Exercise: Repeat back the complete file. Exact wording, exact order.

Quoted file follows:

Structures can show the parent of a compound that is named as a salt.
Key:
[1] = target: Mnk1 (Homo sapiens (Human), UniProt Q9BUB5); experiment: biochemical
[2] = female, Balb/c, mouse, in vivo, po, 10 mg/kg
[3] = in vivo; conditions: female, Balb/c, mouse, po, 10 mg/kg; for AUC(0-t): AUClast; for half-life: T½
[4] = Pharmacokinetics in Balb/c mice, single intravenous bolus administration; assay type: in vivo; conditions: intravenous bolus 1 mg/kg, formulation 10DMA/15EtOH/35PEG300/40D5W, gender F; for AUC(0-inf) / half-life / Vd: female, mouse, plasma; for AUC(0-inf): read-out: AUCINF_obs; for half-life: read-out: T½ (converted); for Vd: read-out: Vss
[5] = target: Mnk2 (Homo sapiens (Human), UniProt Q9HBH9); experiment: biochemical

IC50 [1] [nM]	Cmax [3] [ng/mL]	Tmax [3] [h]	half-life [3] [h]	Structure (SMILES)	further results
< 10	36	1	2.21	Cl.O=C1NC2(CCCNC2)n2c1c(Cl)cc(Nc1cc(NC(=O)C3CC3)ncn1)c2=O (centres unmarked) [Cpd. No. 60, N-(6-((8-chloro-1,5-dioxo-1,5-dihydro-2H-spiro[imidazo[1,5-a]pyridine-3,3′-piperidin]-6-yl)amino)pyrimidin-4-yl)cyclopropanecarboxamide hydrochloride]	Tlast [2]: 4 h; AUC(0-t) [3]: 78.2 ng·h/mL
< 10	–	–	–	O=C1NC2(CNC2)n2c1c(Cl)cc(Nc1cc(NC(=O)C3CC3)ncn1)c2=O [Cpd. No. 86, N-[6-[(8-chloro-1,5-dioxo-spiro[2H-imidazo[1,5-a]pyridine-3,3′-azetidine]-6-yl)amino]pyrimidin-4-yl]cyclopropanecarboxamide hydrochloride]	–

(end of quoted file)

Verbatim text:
Structures can show the parent of a compound that is named as a salt.
Key:
[1] = target: Mnk1 (Homo sapiens (Human), UniProt Q9BUB5); experiment: biochemical
[2] = female, Balb/c, mouse, in vivo, po, 10 mg/kg
[3] = in vivo; conditions: female, Balb/c, mouse, po, 10 mg/kg; for AUC(0-t): AUClast; for half-life: T½
[4] = Pharmacokinetics in Balb/c mice, single intravenous bolus administration; assay type: in vivo; conditions: intravenous bolus 1 mg/kg, formulation 10DMA/15EtOH/35PEG300/40D5W, gender F; for AUC(0-inf) / half-life / Vd: female, mouse, plasma; for AUC(0-inf): read-out: AUCINF_obs; for half-life: read-out: T½ (converted); for Vd: read-out: Vss
[5] = target: Mnk2 (Homo sapiens (Human), UniProt Q9HBH9); experiment: biochemical

IC50 [1] [nM]	Cmax [3] [ng/mL]	Tmax [3] [h]	half-life [3] [h]	Structure (SMILES)	further results
< 10	36	1	2.21	Cl.O=C1NC2(CCCNC2)n2c1c(Cl)cc(Nc1cc(NC(=O)C3CC3)ncn1)c2=O (centres unmarked) [Cpd. No. 60, N-(6-((8-chloro-1,5-dioxo-1,5-dihydro-2H-spiro[imidazo[1,5-a]pyridine-3,3′-piperidin]-6-yl)amino)pyrimidin-4-yl)cyclopropanecarboxamide hydrochloride]	Tlast [2]: 4 h; AUC(0-t) [3]: 78.2 ng·h/mL
< 10	–	–	–	O=C1NC2(CNC2)n2c1c(Cl)cc(Nc1cc(NC(=O)C3CC3)ncn1)c2=O [Cpd. No. 86, N-[6-[(8-chloro-1,5-dioxo-spiro[2H-imidazo[1,5-a]pyridine-3,3′-azetidine]-6-yl)amino]pyrimidin-4-yl]cyclopropanecarboxamide hydrochloride]	–